The bottom line here is that the induction scores, considered in and of themselves, would suggest that there is no particular difference between Method A and Method B, one way or the other.

But now see what happens when we look concurrently at the covariate X, "primary suggestibility." As shown in Figure 17.2, a substantial portion of the variability among the induction scores (both groups combined) is associated with pre-existing individual differences in suggestibility. In brief: the greater the level of pre-existing receptivity to hypnotic induction, the greater the response to the induction method.

Figure 17.2. Correlation between X and Y: Both Groups CombinedT r = +.803T   r2 = .645

The upshot of the correlation between X and Y is simply this:

 Given r2 = .645:T Of all theTvariability that exists among the induction scores (Y), 65.4% can be traced to pre-existing individual differences in primary suggestibility (X).
As you will see a bit later, this is the precise amount by which the analysis of covariance will be reducing the total variability of the induction scores (both groups combined). Following the same logic, though with different numbers, there will also be a reduction of within-groups variability and a corresponding increase in the relative weight of the mean difference between the two groups. Overall, the analysis of covariance removes from Y the portion of its variability that is attributable to covariation with X, and focuses only on what is left over (the "residual variance") following this removal. [If your memory of these matters has grown a bit dim since Chapter 3, please click here for a brief refresher course.]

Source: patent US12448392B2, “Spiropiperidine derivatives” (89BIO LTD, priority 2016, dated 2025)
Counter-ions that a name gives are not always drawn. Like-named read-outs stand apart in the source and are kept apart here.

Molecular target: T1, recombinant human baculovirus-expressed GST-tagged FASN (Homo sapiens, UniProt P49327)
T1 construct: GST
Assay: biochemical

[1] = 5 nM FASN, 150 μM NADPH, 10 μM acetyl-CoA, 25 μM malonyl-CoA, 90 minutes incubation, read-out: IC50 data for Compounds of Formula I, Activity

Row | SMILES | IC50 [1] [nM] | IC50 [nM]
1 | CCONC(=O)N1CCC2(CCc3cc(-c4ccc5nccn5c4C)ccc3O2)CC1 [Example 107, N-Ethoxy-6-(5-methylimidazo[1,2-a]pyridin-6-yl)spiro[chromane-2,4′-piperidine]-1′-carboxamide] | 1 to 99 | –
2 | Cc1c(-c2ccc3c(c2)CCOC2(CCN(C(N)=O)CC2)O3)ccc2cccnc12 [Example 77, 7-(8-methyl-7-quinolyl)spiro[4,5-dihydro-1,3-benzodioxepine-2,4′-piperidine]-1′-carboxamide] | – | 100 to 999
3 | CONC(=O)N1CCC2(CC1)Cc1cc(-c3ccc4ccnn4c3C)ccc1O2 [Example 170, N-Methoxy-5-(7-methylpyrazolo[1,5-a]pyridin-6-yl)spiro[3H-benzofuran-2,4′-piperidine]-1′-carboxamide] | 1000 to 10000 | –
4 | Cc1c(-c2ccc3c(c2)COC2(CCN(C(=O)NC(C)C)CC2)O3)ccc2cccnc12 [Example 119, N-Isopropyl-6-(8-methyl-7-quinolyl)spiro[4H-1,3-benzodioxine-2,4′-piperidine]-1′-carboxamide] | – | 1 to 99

And then there is also this to fold into the mix. The aim of the initial random sorting was to ensure that the two groups were starting out approximately equal, on average, with respect to all factors that might be relevant to how well they were likely to respond to any particular method of hypnotic induction. But random variability being the tricky thing that it is, they in fact end up with substantially different mean levels of the key covariate "primary suggestibility." The following abbreviated version of the data table will give you an overview of this portion of the picture.

 Method A Method B Xa Ya Xb Yb Means 13.1 29.2 18.0 28.1

Group A started out with the lower of the two mean levels of suggestibility (13.1 versus 18.0), yet ended up with the higher of the two mean levels of hypnotic induction (29.2 versus 28.1). Our analysis of covariance on this set of data will allow us to answer a what-if question of the type introduced in Part 1: What would have happened if the two groups had started out on an equal footing with respect to primary suggestibility?

So this, in brief, is why you would want to bother with the procedures of ANCOVA in a situation of this sort:
• first, to remove from Y the extraneous variability that derives from pre-existing individual differences, insofar as those differences are reflected in the covariate X;|
• and second, to adjust the means of the Y measures to compensate for the fact the groups of subjects started out with different mean levels of the covariate X.|
The calculations required to achieve these ends are given in Part 2, along with a few more observations on the Big Picture.

End of Chapter 17, Part 1.